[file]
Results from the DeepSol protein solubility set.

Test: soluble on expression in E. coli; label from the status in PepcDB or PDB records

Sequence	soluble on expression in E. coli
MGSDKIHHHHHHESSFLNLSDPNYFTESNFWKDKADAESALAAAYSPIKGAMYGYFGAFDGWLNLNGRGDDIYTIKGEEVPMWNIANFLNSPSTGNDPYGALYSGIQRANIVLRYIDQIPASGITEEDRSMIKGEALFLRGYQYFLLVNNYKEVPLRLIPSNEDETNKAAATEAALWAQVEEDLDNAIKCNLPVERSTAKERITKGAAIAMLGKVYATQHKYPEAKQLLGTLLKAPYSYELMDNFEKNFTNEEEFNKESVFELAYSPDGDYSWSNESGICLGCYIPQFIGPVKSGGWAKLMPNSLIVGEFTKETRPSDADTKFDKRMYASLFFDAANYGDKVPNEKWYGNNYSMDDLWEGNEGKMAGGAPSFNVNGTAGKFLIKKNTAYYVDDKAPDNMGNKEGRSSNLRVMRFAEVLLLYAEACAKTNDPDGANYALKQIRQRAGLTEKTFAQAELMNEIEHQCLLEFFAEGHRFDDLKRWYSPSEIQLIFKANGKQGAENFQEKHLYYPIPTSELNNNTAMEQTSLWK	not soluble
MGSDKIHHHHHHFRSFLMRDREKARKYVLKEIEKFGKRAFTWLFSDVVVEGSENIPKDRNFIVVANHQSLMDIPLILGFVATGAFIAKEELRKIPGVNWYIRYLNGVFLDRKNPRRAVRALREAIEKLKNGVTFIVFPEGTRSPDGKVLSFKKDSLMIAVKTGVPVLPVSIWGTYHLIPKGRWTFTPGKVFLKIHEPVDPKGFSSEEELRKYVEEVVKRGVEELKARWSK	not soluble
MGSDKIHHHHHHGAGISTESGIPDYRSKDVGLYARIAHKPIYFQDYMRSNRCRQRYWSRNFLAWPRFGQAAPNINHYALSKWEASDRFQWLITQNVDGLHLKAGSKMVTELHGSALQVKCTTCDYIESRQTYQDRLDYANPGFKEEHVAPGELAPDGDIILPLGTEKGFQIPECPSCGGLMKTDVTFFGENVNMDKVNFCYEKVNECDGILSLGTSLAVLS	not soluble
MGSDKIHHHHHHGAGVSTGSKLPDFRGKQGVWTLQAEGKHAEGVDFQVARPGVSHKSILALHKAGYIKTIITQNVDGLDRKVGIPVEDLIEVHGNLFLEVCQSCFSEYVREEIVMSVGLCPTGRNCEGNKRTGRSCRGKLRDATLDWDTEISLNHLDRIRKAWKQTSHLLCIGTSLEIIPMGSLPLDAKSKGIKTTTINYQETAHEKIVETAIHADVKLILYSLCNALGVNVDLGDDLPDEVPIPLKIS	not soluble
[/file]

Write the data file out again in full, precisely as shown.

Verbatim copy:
Results from the DeepSol protein solubility set.

Test: soluble on expression in E. coli; label from the status in PepcDB or PDB records

Sequence	soluble on expression in E. coli
MGSDKIHHHHHHESSFLNLSDPNYFTESNFWKDKADAESALAAAYSPIKGAMYGYFGAFDGWLNLNGRGDDIYTIKGEEVPMWNIANFLNSPSTGNDPYGALYSGIQRANIVLRYIDQIPASGITEEDRSMIKGEALFLRGYQYFLLVNNYKEVPLRLIPSNEDETNKAAATEAALWAQVEEDLDNAIKCNLPVERSTAKERITKGAAIAMLGKVYATQHKYPEAKQLLGTLLKAPYSYELMDNFEKNFTNEEEFNKESVFELAYSPDGDYSWSNESGICLGCYIPQFIGPVKSGGWAKLMPNSLIVGEFTKETRPSDADTKFDKRMYASLFFDAANYGDKVPNEKWYGNNYSMDDLWEGNEGKMAGGAPSFNVNGTAGKFLIKKNTAYYVDDKAPDNMGNKEGRSSNLRVMRFAEVLLLYAEACAKTNDPDGANYALKQIRQRAGLTEKTFAQAELMNEIEHQCLLEFFAEGHRFDDLKRWYSPSEIQLIFKANGKQGAENFQEKHLYYPIPTSELNNNTAMEQTSLWK	not soluble
MGSDKIHHHHHHFRSFLMRDREKARKYVLKEIEKFGKRAFTWLFSDVVVEGSENIPKDRNFIVVANHQSLMDIPLILGFVATGAFIAKEELRKIPGVNWYIRYLNGVFLDRKNPRRAVRALREAIEKLKNGVTFIVFPEGTRSPDGKVLSFKKDSLMIAVKTGVPVLPVSIWGTYHLIPKGRWTFTPGKVFLKIHEPVDPKGFSSEEELRKYVEEVVKRGVEELKARWSK	not soluble
MGSDKIHHHHHHGAGISTESGIPDYRSKDVGLYARIAHKPIYFQDYMRSNRCRQRYWSRNFLAWPRFGQAAPNINHYALSKWEASDRFQWLITQNVDGLHLKAGSKMVTELHGSALQVKCTTCDYIESRQTYQDRLDYANPGFKEEHVAPGELAPDGDIILPLGTEKGFQIPECPSCGGLMKTDVTFFGENVNMDKVNFCYEKVNECDGILSLGTSLAVLS	not soluble
MGSDKIHHHHHHGAGVSTGSKLPDFRGKQGVWTLQAEGKHAEGVDFQVARPGVSHKSILALHKAGYIKTIITQNVDGLDRKVGIPVEDLIEVHGNLFLEVCQSCFSEYVREEIVMSVGLCPTGRNCEGNKRTGRSCRGKLRDATLDWDTEISLNHLDRIRKAWKQTSHLLCIGTSLEIIPMGSLPLDAKSKGIKTTTINYQETAHEKIVETAIHADVKLILYSLCNALGVNVDLGDDLPDEVPIPLKIS	not soluble